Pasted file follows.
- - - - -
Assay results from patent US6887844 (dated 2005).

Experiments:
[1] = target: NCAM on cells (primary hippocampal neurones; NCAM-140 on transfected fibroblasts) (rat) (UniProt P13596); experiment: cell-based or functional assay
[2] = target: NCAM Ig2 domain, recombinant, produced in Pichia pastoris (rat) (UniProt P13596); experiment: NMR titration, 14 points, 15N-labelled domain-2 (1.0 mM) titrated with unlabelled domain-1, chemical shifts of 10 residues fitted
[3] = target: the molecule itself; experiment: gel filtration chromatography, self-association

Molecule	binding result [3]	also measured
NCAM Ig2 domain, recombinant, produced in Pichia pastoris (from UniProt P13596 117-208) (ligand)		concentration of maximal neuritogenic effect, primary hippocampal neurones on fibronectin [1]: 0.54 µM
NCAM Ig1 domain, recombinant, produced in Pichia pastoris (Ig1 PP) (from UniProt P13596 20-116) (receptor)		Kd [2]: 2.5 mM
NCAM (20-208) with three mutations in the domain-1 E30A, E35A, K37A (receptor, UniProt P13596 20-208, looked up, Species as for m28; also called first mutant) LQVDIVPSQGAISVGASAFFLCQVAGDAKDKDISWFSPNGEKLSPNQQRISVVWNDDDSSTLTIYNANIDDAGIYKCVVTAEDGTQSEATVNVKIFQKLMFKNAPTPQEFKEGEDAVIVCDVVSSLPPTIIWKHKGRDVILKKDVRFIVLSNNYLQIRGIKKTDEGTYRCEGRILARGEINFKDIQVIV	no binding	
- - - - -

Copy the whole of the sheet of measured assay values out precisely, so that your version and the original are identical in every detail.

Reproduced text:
Assay results from patent US6887844 (dated 2005).

Experiments:
[1] = target: NCAM on cells (primary hippocampal neurones; NCAM-140 on transfected fibroblasts) (rat) (UniProt P13596); experiment: cell-based or functional assay
[2] = target: NCAM Ig2 domain, recombinant, produced in Pichia pastoris (rat) (UniProt P13596); experiment: NMR titration, 14 points, 15N-labelled domain-2 (1.0 mM) titrated with unlabelled domain-1, chemical shifts of 10 residues fitted
[3] = target: the molecule itself; experiment: gel filtration chromatography, self-association

Molecule	binding result [3]	also measured
NCAM Ig2 domain, recombinant, produced in Pichia pastoris (from UniProt P13596 117-208) (ligand)		concentration of maximal neuritogenic effect, primary hippocampal neurones on fibronectin [1]: 0.54 µM
NCAM Ig1 domain, recombinant, produced in Pichia pastoris (Ig1 PP) (from UniProt P13596 20-116) (receptor)		Kd [2]: 2.5 mM
NCAM (20-208) with three mutations in the domain-1 E30A, E35A, K37A (receptor, UniProt P13596 20-208, looked up, Species as for m28; also called first mutant) LQVDIVPSQGAISVGASAFFLCQVAGDAKDKDISWFSPNGEKLSPNQQRISVVWNDDDSSTLTIYNANIDDAGIYKCVVTAEDGTQSEATVNVKIFQKLMFKNAPTPQEFKEGEDAVIVCDVVSSLPPTIIWKHKGRDVILKKDVRFIVLSNNYLQIRGIKKTDEGTYRCEGRILARGEINFKDIQVIV	no binding	